During implementation, Towery met with drivers as they returned from routes. She asked for their input on designing routes, tapping into their years of experience with local traffic and customer relationships. Making deliveries to the same stores year after year, drivers get to know the store managers.

The drivers gave Towery invaluable insight. For example, one driver said, "I know it looks better on the map to send me to this place first, but the manager goes to lunch early. I’m better off going to the next place first, and then going back."

"Changing the route adds only 5 minutes to the schedule, and we don’t make the receiver mad or miss a window," Towery says.

The drivers appreciated providing input to their schedules, which helped with buy-in during the transition to the new system. "Now the drivers are always back at the office before it closes," Towery says. "The drivers are happy and our customers are happy."

Hog Wild for Customization

Kowalski Sausage has honed its customer routes over the years; they are not necessarily the most efficient, but they are effective. For example, stores that order on Monday expect their Kowalski order on Wednesday. Delivery one day early can be as much of a problem as one day late. The company served major chain stores on Monday and Tuesday, and independents on Wednesday. Everyone knew the system. The warehouse crew picks items and loads trucks in descending stop order based on the routes.

Initially, the Roadnet system wanted to route the orders as efficiently as possible, without regard for the traditional structure. Towery worked with Omnitracs to build route templates, which kept the orders scheduled on their traditional days and captured the drivers’ local knowledge.

Capturing that internal knowledge is one area where Roadnet shines, Brandt says. "It’s not uncommon to walk into a distribution center and see Joe the router flipping invoices into stacks for each driver because he has all the information in his head," she says. "Our job is to pull the information out of his head and automate the routing process so it drops from a 6-hour process to one hour or less."

Even with Kowalski’s daily standing orders, the routing system allows the warehouse manager to track drivers and update customers about any delays. It also takes much less time to create and change routes.

How the Sausage is Made

Roadnet uses algorithms based on the user’s input on various factors such as receivers’ operating hours, customer size and priority, cost of vehicle operation, and driver qualifications to create the most effective and cost-efficient routes.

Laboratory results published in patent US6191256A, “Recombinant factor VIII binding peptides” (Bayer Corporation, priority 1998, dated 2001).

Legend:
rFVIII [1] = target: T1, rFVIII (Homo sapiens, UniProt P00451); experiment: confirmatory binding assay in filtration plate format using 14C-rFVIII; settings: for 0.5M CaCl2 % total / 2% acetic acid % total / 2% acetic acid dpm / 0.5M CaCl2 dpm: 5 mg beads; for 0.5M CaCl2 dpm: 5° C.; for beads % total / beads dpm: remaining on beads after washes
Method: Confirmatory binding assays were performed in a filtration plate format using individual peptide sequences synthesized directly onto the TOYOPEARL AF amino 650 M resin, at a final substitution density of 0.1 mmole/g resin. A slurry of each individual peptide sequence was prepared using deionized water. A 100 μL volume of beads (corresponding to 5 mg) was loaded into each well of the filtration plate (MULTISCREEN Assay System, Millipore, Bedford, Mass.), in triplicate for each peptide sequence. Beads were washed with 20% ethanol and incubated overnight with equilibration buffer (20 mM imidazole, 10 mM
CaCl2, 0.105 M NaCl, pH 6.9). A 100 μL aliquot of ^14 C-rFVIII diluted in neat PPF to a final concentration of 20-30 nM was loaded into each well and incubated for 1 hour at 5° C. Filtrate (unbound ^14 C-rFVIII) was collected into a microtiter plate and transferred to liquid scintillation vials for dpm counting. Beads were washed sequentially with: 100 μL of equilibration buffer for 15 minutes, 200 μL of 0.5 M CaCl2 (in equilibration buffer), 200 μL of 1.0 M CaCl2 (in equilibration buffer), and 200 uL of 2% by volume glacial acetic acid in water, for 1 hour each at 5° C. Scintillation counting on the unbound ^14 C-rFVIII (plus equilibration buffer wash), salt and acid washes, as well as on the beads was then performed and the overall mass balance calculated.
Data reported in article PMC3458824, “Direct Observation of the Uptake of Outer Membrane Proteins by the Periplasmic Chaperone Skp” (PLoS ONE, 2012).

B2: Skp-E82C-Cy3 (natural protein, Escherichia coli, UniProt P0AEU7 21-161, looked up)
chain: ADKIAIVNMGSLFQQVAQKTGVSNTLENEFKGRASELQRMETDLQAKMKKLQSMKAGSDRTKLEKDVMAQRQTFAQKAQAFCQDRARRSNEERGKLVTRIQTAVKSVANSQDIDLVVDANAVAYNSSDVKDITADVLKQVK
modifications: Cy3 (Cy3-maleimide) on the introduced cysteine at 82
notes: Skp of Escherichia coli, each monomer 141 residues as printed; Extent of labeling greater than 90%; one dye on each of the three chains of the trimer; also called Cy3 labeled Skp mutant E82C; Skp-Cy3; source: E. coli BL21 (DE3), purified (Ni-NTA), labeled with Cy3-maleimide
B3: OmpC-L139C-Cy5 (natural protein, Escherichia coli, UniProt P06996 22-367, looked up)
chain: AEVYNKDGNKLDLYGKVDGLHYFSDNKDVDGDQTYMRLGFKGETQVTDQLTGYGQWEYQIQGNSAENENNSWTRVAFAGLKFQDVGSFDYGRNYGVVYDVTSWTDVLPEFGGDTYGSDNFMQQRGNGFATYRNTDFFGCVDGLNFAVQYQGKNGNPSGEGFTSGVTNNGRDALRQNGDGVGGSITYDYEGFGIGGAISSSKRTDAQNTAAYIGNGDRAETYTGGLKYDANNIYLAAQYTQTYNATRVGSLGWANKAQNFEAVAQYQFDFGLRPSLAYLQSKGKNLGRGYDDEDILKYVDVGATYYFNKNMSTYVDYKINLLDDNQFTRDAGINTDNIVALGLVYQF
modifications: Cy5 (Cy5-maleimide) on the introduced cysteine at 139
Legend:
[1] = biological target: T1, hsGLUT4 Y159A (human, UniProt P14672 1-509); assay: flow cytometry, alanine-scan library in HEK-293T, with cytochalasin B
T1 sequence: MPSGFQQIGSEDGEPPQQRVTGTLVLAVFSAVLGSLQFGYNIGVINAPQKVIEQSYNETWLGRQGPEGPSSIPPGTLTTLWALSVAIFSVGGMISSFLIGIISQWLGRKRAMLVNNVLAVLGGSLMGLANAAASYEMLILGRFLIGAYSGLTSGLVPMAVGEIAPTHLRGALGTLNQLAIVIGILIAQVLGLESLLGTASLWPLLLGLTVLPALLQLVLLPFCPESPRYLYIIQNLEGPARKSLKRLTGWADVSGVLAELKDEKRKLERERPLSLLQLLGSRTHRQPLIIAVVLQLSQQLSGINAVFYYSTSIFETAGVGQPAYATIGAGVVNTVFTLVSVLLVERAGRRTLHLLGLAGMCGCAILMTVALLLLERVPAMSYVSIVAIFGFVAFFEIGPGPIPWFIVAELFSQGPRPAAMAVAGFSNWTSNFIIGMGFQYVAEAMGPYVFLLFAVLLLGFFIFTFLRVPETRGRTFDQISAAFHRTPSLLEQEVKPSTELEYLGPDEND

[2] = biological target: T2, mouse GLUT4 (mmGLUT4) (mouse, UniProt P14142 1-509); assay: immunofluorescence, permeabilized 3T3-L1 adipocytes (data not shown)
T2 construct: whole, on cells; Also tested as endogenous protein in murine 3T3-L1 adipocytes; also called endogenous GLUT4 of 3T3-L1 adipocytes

"Because Kowalski carries refrigerated food products, we set up the system to look at how long product is in the truck using different options such as how long the route should be, or the maximum number of stops," Brandt says.

During implementation, the only change Kowalski had to make was replacing outdated flip phones with smart phones that could display the routes and send data back to the system.

The added transparency from being able to track driver behavior has resulted in a few driver terminations and, ultimately, a higher performing fleet.

"We discovered that a few drivers were going home during the day, driving our big trucks on residential streets. That could have caused us a lot of trouble with the city," Towery says. "Terminating those drivers was an easy decision, and once word got out in the company, drivers began to meet their service windows every day."

Kowalski has also tested the additional features of Roadnet Anywhere Mobile Premium, which provides signature capture, picture notes, and auto arrive/depart. The company will stick with paperwork for now, instead of electronic proof of delivery and other high-tech solutions, because most of its large customers demand a paper trail.

Kowalski is expanding its offerings of signature sausages, lunchmeats, pierogies, and side dishes with a salad dressing line. The company plans to handle the increase in volume with its existing fleet, thanks to the efficiencies of the Roadnet system.

"Adding a salad dressing line will expand our sales, but we don’t have to incur added transportation costs," Towery notes. "We can add an extra 15 to 20 cases of salad dressing on a truck because we’re going to those stops anyway.

"Now that we utilize our trucks better, we won’t have to add to the fleet."